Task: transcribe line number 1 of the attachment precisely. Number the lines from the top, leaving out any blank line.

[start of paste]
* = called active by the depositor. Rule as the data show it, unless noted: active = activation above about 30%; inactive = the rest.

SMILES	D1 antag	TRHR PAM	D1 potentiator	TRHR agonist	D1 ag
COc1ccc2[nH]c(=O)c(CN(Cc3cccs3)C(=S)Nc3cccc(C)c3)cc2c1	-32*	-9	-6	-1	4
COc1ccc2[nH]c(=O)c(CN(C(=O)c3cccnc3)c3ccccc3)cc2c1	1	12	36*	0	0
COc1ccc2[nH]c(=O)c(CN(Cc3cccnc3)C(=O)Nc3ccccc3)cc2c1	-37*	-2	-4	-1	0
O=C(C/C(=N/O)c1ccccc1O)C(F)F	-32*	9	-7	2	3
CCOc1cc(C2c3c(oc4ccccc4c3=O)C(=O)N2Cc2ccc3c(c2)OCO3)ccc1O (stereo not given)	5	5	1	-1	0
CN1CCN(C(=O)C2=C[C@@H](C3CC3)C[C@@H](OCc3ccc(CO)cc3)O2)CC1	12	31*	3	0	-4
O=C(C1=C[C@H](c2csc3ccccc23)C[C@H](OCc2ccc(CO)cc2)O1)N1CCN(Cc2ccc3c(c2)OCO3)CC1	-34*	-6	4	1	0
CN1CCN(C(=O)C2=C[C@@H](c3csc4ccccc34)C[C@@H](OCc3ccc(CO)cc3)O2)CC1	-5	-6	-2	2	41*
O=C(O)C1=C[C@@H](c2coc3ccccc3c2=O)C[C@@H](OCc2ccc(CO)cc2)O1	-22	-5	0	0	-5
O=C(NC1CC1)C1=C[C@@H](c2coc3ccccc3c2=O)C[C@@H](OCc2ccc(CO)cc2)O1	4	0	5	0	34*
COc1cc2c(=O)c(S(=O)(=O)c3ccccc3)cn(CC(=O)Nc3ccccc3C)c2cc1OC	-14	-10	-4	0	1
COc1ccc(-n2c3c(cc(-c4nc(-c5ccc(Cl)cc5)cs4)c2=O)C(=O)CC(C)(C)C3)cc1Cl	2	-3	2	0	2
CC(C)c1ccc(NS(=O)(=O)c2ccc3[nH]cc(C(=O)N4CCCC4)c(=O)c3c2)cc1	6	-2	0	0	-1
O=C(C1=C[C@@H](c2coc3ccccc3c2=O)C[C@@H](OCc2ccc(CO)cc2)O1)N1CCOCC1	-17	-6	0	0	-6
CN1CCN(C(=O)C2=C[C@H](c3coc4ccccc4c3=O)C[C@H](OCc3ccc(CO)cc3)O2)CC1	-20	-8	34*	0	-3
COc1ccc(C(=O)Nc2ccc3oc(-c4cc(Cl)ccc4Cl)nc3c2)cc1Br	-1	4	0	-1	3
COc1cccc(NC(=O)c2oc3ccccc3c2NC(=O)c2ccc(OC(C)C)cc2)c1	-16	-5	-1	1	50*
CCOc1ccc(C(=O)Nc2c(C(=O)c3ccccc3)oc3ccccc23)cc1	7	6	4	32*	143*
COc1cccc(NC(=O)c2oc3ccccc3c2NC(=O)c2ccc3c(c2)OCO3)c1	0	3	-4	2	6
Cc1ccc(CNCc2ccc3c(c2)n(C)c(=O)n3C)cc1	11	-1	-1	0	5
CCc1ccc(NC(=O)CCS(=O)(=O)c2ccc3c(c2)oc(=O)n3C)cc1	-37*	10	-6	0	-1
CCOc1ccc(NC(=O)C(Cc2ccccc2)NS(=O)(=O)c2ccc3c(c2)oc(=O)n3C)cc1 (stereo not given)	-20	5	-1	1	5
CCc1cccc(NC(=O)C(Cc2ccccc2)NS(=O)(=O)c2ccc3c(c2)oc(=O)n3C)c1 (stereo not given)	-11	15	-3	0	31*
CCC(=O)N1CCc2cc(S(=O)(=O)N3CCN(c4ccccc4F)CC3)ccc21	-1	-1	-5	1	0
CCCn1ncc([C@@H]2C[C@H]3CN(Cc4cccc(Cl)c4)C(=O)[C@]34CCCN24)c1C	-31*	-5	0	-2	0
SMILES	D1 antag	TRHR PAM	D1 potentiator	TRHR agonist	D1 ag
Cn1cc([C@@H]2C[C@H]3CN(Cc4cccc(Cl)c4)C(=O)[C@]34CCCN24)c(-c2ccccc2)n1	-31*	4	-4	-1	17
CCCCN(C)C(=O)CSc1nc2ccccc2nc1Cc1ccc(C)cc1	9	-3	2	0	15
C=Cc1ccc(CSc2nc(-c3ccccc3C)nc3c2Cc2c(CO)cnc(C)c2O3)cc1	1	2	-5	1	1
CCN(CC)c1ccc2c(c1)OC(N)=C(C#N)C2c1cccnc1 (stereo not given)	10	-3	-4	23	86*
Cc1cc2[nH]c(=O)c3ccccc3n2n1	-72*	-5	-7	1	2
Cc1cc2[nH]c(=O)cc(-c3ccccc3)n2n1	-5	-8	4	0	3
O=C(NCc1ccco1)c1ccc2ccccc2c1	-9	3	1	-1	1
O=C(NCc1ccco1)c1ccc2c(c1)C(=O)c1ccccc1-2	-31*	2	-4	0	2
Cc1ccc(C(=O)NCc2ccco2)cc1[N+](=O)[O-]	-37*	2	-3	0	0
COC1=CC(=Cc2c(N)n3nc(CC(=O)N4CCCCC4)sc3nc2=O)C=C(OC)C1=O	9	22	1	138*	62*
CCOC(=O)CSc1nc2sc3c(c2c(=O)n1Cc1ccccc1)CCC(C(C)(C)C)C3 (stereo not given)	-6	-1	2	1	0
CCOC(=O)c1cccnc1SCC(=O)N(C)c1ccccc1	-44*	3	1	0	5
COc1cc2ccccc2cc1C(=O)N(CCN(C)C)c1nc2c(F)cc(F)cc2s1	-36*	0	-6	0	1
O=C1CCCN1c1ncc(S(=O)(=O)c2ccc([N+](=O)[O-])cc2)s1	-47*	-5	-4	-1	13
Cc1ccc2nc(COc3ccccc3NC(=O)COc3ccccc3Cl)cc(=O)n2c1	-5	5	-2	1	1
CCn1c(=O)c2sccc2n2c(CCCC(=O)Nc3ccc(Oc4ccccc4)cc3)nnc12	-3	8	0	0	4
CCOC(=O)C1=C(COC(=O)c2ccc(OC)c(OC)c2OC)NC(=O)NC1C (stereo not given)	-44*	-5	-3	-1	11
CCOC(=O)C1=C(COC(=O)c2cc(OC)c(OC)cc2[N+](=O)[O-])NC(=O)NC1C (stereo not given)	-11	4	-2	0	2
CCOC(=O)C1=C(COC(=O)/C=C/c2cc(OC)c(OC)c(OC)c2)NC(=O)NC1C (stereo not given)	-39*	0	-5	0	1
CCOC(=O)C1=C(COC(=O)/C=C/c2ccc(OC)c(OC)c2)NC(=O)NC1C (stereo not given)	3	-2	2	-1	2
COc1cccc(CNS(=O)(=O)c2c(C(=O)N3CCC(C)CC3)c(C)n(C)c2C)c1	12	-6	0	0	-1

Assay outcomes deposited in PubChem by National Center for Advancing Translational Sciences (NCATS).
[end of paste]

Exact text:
* = called active by the depositor. Rule as the data show it, unless noted: active = activation above about 30%; inactive = the rest.